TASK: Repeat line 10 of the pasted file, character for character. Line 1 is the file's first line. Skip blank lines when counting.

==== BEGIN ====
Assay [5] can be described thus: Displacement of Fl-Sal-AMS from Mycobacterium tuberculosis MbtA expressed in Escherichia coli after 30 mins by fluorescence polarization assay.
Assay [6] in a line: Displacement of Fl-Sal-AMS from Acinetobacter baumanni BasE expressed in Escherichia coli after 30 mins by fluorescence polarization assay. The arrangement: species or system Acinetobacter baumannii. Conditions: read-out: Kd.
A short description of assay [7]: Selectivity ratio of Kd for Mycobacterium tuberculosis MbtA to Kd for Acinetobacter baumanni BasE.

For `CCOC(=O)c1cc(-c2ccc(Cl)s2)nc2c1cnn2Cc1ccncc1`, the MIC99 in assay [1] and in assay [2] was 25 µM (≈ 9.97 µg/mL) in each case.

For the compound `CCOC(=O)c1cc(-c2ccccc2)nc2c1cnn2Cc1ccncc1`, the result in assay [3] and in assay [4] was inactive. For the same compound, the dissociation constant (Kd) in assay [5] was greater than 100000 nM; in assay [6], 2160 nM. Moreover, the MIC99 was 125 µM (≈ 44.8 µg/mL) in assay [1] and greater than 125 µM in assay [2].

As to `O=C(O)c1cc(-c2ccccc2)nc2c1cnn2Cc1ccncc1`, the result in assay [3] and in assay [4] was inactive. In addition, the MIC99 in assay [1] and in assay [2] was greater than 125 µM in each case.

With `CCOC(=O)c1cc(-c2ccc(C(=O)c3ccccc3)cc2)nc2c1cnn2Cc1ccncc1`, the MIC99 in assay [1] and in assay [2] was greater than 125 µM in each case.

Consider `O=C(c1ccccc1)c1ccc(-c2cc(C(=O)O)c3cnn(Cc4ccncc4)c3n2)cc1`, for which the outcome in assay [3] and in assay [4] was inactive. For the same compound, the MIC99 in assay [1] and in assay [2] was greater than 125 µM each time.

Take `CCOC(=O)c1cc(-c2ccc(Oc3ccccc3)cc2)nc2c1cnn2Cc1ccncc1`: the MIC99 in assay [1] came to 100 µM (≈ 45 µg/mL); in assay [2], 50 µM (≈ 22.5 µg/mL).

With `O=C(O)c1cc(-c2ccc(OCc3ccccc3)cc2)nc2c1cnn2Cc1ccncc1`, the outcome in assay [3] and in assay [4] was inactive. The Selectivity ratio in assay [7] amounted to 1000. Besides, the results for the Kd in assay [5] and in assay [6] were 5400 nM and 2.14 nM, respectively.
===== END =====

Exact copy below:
With `O=C(O)c1cc(-c2ccc(OCc3ccccc3)cc2)nc2c1cnn2Cc1ccncc1`, the outcome in assay [3] and in assay [4] was inactive. The Selectivity ratio in assay [7] amounted to 1000. Besides, the results for the Kd in assay [5] and in assay [6] were 5400 nM and 2.14 nM, respectively.